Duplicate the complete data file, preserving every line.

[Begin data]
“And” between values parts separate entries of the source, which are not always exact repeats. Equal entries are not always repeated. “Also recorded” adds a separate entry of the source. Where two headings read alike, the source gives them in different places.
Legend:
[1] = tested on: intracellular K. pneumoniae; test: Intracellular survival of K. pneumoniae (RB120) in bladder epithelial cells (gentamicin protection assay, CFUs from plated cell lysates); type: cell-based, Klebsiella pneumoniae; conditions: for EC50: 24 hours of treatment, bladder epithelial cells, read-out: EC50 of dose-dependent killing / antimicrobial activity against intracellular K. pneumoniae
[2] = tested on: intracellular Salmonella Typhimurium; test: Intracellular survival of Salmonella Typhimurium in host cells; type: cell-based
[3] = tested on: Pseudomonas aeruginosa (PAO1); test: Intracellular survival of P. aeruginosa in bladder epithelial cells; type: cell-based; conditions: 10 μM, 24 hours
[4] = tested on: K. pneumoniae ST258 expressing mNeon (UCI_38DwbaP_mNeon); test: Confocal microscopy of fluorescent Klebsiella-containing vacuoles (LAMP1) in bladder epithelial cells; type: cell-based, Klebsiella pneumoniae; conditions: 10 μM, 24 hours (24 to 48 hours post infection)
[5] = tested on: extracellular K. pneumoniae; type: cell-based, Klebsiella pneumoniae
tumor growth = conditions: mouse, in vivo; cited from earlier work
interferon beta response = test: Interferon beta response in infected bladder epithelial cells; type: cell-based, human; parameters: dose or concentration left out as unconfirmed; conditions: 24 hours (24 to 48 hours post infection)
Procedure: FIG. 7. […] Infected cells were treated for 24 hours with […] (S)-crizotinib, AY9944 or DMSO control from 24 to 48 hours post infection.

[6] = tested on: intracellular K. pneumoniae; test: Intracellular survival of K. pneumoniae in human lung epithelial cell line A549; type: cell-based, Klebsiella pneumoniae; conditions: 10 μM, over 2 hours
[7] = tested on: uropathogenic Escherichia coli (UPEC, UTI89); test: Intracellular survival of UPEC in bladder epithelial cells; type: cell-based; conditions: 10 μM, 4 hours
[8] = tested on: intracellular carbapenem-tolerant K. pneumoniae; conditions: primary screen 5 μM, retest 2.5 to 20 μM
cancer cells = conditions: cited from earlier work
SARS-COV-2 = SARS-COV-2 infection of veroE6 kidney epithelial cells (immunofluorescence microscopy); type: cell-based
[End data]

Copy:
“And” between values parts separate entries of the source, which are not always exact repeats. Equal entries are not always repeated. “Also recorded” adds a separate entry of the source. Where two headings read alike, the source gives them in different places.
Legend:
[1] = tested on: intracellular K. pneumoniae; test: Intracellular survival of K. pneumoniae (RB120) in bladder epithelial cells (gentamicin protection assay, CFUs from plated cell lysates); type: cell-based, Klebsiella pneumoniae; conditions: for EC50: 24 hours of treatment, bladder epithelial cells, read-out: EC50 of dose-dependent killing / antimicrobial activity against intracellular K. pneumoniae
[2] = tested on: intracellular Salmonella Typhimurium; test: Intracellular survival of Salmonella Typhimurium in host cells; type: cell-based
[3] = tested on: Pseudomonas aeruginosa (PAO1); test: Intracellular survival of P. aeruginosa in bladder epithelial cells; type: cell-based; conditions: 10 μM, 24 hours
[4] = tested on: K. pneumoniae ST258 expressing mNeon (UCI_38DwbaP_mNeon); test: Confocal microscopy of fluorescent Klebsiella-containing vacuoles (LAMP1) in bladder epithelial cells; type: cell-based, Klebsiella pneumoniae; conditions: 10 μM, 24 hours (24 to 48 hours post infection)
[5] = tested on: extracellular K. pneumoniae; type: cell-based, Klebsiella pneumoniae
tumor growth = conditions: mouse, in vivo; cited from earlier work
interferon beta response = test: Interferon beta response in infected bladder epithelial cells; type: cell-based, human; parameters: dose or concentration left out as unconfirmed; conditions: 24 hours (24 to 48 hours post infection)
Procedure: FIG. 7. […] Infected cells were treated for 24 hours with […] (S)-crizotinib, AY9944 or DMSO control from 24 to 48 hours post infection.

[6] = tested on: intracellular K. pneumoniae; test: Intracellular survival of K. pneumoniae in human lung epithelial cell line A549; type: cell-based, Klebsiella pneumoniae; conditions: 10 μM, over 2 hours
[7] = tested on: uropathogenic Escherichia coli (UPEC, UTI89); test: Intracellular survival of UPEC in bladder epithelial cells; type: cell-based; conditions: 10 μM, 4 hours
[8] = tested on: intracellular carbapenem-tolerant K. pneumoniae; conditions: primary screen 5 μM, retest 2.5 to 20 μM
cancer cells = conditions: cited from earlier work
SARS-COV-2 = SARS-COV-2 infection of veroE6 kidney epithelial cells (immunofluorescence microscopy); type: cell-based